Although tune selection is made easy by displaying the contents of the disks housed in the magazine, it is not necessary until the end of the reproduction of the selected tune to display the title of the selected tune after the reproduction thereof is started.

There is a desire to display image information (which is hereinafter referred to as tune content information) related to the lyrics of the tunes on the disks housed in the magazine, an explanatory sentence for the tune, an imaginational picture for the tune and so forth.

FIG. 2 shows a front view of a magazine 607 in which a plurality of optical disks 601, 602, 603, 604, 605 and 606 are housed in a stacked state for a conventional disk player.

FIG. 3 shows a front view of the disk player having a tray 608 in which the magazine 607 is housed, operation keys 601 and 611, and a display panel 610.

The operation of the disk player with the optical disks 601, 602, 603, 604, 605 and 606 housed in the tray 606 will now be described. As shown in a block diagram in FIG. 4, the playback operation key 609, which is one of the operation keys, a remote controller or the like is operated to select a desired disk. The selected disk is moved to a disk playback position. Only a lead-in area is provided with a portion for a track number 00. Program information is read and stored in a program memory by the operation of the keys and the reading of a table of contents (which is hereinafter abbreviated as TOC), which serves to determine a format to create a list of contents of the disks by changing the time items of the portion for the track number 00. The reproduction of the disk in the disk playback position is started on the basis of the program information stored in the program memory. The TOC remains stored as long as the magazine 607 is loaded in the tray 608 and electric power is applied to the disk player. The program information remains stored unless a clear key 609 is operated.

When two magazines A and B each containing one or more disks are to be reproduced in a predetermined sequence by the above-described conventional disk player, the magazine A is first loaded in the tray 608 to reproduce the disks in the magazine in accordance with a set program, and the other magazine B is thereafter loaded in the tray to reproduce the disks in the magazine. In that case, the program stored for the disks in the magazine A is erased at the time of reproduction of the disks in the other magazine B. For that reason, when the magazine A is loaded again in the tray 608 to reproduce the disks in the magazine in accordance with the same program, the program needs to be set again. This is troublesome.

Still further, in a conventional disk player, a magazine containing a plurality of information disks is loaded so that the information disks can be selectively reproduced. FIG. 5 shows the magazine 701. A plurality of trays 702, in which the disks 703 are housed, are stacked in the magazine 701 so that the trays can be pulled out of the magazine to selectively play the disks. When the magazine 701 is loaded in the disk player, the number of a desired information disk and the number of a desired track are designated so that ordinary reproduction or programmed reproduction can be performed. The magazine-type disk player has an advantage that the information disks 703 do not need to be alternatively put in the player and can be selectively reproduced in accordance with a large number of programs.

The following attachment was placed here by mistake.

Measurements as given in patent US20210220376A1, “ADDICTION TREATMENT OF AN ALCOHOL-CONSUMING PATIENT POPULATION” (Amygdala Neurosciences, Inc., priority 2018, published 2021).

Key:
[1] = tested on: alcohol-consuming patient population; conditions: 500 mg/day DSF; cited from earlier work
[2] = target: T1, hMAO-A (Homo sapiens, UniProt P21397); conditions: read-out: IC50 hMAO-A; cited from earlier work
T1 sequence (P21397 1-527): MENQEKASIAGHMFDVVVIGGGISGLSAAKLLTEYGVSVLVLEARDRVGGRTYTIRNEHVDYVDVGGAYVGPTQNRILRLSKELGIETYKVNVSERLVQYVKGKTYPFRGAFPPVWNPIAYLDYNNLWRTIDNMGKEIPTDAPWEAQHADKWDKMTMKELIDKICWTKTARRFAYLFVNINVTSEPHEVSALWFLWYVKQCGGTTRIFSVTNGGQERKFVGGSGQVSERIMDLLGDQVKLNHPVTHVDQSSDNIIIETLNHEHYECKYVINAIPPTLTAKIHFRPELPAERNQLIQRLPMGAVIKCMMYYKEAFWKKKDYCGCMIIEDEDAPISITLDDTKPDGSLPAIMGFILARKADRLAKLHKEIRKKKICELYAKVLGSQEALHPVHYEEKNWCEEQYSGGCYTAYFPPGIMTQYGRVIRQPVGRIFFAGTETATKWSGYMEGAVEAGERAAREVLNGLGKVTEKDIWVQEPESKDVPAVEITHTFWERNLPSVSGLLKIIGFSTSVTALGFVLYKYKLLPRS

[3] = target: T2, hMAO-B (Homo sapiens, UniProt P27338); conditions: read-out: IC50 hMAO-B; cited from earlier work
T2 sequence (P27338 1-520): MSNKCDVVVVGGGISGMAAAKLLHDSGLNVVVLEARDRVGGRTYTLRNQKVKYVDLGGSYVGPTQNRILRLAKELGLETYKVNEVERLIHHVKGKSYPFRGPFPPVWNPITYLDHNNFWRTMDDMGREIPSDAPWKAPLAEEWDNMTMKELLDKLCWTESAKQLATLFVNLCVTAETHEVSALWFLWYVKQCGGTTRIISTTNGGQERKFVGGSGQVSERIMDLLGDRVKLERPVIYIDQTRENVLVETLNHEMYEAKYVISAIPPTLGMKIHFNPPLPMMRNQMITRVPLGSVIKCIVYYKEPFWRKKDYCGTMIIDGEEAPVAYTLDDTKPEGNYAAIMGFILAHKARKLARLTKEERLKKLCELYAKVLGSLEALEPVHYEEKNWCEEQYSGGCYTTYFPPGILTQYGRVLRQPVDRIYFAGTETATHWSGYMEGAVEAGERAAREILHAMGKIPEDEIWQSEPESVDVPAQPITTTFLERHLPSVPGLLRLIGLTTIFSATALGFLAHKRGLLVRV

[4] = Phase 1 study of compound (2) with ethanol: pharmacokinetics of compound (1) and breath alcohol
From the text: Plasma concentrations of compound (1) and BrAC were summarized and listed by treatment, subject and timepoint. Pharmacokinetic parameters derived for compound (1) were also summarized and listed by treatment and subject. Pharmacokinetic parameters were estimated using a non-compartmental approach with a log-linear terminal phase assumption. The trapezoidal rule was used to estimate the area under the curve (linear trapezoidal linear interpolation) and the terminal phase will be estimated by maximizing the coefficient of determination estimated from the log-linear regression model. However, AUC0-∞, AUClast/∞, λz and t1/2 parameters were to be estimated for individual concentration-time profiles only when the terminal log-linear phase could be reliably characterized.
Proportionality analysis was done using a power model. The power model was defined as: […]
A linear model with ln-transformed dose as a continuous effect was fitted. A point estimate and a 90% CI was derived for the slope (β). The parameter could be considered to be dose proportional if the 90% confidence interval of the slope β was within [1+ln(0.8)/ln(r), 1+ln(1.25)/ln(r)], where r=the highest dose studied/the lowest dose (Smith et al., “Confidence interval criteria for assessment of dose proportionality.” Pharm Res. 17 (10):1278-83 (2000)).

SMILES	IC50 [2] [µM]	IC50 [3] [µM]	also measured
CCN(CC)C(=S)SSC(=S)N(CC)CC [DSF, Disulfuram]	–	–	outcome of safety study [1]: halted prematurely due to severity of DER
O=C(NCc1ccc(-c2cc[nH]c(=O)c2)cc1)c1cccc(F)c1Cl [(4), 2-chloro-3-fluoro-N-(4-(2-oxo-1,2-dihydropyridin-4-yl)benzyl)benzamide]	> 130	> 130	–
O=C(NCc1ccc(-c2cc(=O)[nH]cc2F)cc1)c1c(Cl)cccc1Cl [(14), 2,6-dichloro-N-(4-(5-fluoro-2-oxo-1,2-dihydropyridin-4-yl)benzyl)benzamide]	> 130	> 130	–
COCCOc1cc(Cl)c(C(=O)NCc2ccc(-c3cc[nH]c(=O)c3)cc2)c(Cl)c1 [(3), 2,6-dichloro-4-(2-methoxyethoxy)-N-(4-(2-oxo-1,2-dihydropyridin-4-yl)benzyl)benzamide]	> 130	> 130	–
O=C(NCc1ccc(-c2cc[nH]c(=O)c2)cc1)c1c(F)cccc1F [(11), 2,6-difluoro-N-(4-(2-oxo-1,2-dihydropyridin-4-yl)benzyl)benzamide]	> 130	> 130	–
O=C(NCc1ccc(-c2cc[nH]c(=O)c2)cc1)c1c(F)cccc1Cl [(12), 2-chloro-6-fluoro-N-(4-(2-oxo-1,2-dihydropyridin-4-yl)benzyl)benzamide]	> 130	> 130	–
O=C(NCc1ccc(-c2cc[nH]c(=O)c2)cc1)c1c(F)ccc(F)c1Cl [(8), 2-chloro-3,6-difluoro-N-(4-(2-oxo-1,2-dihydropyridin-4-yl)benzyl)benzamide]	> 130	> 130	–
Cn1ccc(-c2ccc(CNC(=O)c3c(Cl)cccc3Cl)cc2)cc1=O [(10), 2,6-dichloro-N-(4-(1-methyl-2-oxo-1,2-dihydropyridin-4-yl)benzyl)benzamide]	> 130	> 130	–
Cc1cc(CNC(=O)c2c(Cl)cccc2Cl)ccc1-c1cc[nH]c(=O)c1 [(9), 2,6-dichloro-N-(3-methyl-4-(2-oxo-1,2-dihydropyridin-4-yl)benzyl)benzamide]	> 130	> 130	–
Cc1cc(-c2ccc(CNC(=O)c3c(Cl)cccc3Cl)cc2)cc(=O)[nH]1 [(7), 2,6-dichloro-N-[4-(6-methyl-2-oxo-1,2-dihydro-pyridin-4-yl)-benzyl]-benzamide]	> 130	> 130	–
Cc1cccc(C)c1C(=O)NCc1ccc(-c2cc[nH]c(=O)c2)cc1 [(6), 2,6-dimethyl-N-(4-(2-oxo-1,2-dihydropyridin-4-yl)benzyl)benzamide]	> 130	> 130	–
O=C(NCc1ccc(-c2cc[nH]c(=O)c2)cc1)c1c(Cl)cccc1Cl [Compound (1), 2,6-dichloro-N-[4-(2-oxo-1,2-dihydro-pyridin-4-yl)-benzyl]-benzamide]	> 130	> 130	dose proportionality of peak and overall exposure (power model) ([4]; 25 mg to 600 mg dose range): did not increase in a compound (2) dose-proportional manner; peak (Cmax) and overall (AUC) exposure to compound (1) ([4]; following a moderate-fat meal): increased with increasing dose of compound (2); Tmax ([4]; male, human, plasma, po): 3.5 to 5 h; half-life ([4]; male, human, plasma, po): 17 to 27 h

Although the conventional disk player has the above-mentioned advantage, it has the inconvenience that every time a plurality of magazines each containing a plurality of information disks are replaced by other disks, the numbers of the information disks and the program for the disks must be entered again.

SUMMARY OF THE INVENTION

Accordingly, it is an object of the present invention to provide a magazine-housed disk player which enables the user thereof to easily determine the contents of a loaded magazine.

In the magazine-housed disk player provided in accordance with the present invention, a magazine identification means for identifying the loaded magazine is provided and magazine content information (display information) which includes information indicative of the contents of disks housed in the loaded magazine and information indicative of the titles of tunes or the like contained in a reproduction program is read from a memory depending on the output from the magazine identification means and supplied to a image display means.

Further, it is an object of the present invention to provide a magazine-housed disk player in which it is easy to set a reproduction program again every time one magazine is replaced by another.

In the magazine-housed disk player provided in accordance with the present invention, identification marks are previously provided in prescribed positions on the magazines, and the identification mark on a magazine loaded in the player is read to generate an identification signal to perform reproduction in a manner corresponding to the identification signal.